An SMB progressing to the Growth stage has proven itself as a workable business entity. No longer fighting for survival, they have a loyal customer base, and quality products with high demand. The organizational structure is simple with a small team and a manager, and the owner is still synonymous with the business. The main point at this stage is navigating the relationship between increasing revenues and expenses. The SMB has to generate enough cash to break even, invest in maintenance and research and development to conquer a market niche. If they survive this stage, they will move on to the Expansion stage.
The Growth stage is the most fitting for the beginning of an outsourcing relationship. By now, the SMB has identified what essential core process further company goals, and which do not. Having broken even, they are navigating revenue streams, expenditure patterns and decisions of whether to begin investing back in the business (Business2Community). In order to continue to thrive and compete effectively, the SMB should outsource essential business processes, such as accounting, taxes and data analytics. The benefits of outsourcing these can allow sole focus on optimizing its core functions and maintaining low costs.
The SMB is doing well, revenues are rising, the business is moving into new markets and researching, developing and adding products and services. A major decision for the owner at this point is whether to scale up and take advantage of this platform for growth, or remain profitable enough to support the owner’s side projects. If the former path is followed, the organizational structure can be decentralized and expanded to include new departments and hires. Systems become refined and extensive, and operational and strategic planning continue. If the latter path is taken, the business will remain stable, functioning in a comfortable ecosystem while other avenues are explored.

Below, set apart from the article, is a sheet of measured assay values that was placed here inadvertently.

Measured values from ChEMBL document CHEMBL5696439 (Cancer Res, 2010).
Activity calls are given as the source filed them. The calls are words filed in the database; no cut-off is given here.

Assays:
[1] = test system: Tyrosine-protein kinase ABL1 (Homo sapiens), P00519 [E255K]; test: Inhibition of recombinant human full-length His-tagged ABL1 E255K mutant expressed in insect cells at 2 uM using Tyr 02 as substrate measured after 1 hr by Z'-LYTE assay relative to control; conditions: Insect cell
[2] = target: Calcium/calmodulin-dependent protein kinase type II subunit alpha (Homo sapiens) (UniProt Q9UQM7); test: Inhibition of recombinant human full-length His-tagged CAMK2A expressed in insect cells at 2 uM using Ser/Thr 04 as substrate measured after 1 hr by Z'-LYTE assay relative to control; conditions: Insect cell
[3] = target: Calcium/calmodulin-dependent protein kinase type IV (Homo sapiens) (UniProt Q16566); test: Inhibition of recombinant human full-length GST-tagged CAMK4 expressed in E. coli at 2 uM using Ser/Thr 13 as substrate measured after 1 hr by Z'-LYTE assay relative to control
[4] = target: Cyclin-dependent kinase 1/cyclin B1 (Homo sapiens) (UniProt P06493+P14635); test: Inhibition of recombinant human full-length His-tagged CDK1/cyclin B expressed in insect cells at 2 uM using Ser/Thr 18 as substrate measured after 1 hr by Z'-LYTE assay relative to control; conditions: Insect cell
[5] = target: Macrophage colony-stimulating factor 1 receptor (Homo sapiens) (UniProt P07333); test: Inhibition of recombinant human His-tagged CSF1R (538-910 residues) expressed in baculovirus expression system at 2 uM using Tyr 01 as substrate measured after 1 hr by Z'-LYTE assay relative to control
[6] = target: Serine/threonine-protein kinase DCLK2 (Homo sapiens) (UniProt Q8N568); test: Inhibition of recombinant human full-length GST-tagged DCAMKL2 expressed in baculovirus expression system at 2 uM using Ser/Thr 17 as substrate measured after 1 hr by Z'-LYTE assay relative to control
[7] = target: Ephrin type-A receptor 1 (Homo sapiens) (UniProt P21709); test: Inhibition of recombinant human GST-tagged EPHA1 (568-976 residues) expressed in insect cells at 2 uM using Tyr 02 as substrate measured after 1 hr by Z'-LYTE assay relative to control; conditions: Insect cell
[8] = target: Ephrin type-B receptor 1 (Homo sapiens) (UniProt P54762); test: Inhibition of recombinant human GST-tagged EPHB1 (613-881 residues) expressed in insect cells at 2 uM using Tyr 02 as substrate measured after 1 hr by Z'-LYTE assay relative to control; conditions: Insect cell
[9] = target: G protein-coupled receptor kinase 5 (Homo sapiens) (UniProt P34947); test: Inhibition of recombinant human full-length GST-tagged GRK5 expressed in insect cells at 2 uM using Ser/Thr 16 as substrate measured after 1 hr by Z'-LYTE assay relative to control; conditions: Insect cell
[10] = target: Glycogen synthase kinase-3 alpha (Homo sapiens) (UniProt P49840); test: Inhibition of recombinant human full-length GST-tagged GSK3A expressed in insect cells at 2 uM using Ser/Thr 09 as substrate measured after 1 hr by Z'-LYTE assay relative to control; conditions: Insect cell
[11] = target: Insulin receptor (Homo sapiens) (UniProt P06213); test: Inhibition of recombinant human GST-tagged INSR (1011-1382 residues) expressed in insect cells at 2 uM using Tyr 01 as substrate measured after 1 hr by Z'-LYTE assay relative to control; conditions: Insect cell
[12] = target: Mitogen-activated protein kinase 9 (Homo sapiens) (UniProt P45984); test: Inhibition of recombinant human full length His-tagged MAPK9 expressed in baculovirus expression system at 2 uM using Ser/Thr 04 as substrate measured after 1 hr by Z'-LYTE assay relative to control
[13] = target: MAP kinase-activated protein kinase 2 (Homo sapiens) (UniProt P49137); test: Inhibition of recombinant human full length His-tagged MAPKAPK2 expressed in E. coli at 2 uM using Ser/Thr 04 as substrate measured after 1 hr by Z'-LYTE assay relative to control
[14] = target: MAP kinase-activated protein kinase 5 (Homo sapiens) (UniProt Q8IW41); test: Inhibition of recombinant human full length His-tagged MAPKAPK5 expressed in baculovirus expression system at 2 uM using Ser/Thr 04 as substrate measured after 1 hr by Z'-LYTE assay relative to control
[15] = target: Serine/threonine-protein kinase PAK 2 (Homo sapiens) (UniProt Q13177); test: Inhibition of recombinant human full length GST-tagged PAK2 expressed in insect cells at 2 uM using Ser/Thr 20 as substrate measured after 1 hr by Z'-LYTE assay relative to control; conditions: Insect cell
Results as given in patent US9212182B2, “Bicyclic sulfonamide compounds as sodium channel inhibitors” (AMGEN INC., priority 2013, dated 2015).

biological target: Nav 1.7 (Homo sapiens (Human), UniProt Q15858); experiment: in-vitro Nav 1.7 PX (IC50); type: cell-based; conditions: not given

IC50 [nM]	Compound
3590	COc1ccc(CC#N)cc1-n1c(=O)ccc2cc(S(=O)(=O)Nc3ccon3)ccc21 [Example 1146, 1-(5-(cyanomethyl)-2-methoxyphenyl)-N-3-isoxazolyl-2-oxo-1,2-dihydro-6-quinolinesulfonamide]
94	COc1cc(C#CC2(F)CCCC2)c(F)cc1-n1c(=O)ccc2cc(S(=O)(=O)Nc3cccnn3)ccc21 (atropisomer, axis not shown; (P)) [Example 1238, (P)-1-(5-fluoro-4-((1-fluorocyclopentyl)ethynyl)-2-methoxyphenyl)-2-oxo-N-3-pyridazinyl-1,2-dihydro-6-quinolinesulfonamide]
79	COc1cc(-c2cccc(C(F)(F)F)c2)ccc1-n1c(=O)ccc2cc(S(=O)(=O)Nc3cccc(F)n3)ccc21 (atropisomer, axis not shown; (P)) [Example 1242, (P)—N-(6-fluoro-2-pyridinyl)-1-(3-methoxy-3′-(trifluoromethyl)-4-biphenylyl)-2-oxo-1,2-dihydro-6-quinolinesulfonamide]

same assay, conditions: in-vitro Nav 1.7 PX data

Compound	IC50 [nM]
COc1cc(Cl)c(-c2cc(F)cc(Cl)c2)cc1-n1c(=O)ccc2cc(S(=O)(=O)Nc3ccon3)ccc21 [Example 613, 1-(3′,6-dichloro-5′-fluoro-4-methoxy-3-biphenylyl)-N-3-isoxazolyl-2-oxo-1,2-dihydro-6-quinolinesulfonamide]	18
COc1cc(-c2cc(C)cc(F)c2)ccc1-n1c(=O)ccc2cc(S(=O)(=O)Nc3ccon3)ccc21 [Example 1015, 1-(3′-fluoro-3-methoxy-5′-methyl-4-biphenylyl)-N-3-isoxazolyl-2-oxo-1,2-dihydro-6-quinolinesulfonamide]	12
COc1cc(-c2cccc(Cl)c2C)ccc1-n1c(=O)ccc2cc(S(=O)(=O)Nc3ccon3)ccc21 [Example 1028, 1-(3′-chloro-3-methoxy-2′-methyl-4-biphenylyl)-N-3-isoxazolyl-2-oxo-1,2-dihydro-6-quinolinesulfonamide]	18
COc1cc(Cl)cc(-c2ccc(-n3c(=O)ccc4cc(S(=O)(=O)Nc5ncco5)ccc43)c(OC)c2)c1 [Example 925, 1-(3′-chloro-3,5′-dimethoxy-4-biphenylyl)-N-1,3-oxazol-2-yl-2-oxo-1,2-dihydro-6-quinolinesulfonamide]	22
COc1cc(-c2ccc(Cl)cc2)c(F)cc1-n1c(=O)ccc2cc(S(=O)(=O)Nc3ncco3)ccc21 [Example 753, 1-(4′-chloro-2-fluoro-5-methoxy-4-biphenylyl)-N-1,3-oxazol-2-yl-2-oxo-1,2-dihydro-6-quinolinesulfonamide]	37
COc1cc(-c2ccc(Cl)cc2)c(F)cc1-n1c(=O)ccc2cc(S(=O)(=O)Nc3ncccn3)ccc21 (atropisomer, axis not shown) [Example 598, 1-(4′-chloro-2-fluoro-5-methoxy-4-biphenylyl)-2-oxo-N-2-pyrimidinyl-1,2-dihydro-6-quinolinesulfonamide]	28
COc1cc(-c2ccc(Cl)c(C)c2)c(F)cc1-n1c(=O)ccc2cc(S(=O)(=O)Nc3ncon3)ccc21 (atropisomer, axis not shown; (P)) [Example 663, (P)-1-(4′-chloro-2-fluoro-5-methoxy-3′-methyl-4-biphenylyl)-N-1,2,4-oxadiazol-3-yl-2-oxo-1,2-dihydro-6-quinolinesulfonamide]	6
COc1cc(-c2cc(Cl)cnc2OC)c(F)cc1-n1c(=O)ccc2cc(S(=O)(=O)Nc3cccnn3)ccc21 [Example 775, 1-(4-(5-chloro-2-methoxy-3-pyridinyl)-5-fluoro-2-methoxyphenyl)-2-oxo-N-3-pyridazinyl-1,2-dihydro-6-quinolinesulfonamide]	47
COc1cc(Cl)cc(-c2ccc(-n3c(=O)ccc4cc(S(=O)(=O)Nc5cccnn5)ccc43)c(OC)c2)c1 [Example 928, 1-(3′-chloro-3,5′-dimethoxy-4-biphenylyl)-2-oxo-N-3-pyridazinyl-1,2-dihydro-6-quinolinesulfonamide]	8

It is likely that the SMB has made it this far by managing its resources optimally and making the right choice between doing, delegating and outsourcing. However, if not already outsourcing business processes, it is not too late to make available more resources and capital to accelerate the focus on your core competency. The benefits of outsourcing at the Expansion stage will be a catalyst for scaling operations onwards and upwards!
Having successfully survived and expanded, an SMB at this final stage of growth is a dedicated market leader. The business is expected to continue growing, at a slower pace than before, navigating new markets and more value-added offerings.
SMBs now have the option to further expand or consider an exit strategy. The benefits of business process outsourcing at this stage include increased efficiency and access to industry-leading expertise.
Every stage of the growth journey of an SMB brings with it a novel set of challenges. Strategies, business plans and operations should be adjusted according to the unique needs of each. Outsourcing is a proven and sustainable benefit to the business model at all points. Success is in correctly delegating tasks to internal teams and outsourcing firms, making a viable combination of the two is the difference between progressing to the next stage of growth or remaining stagnant.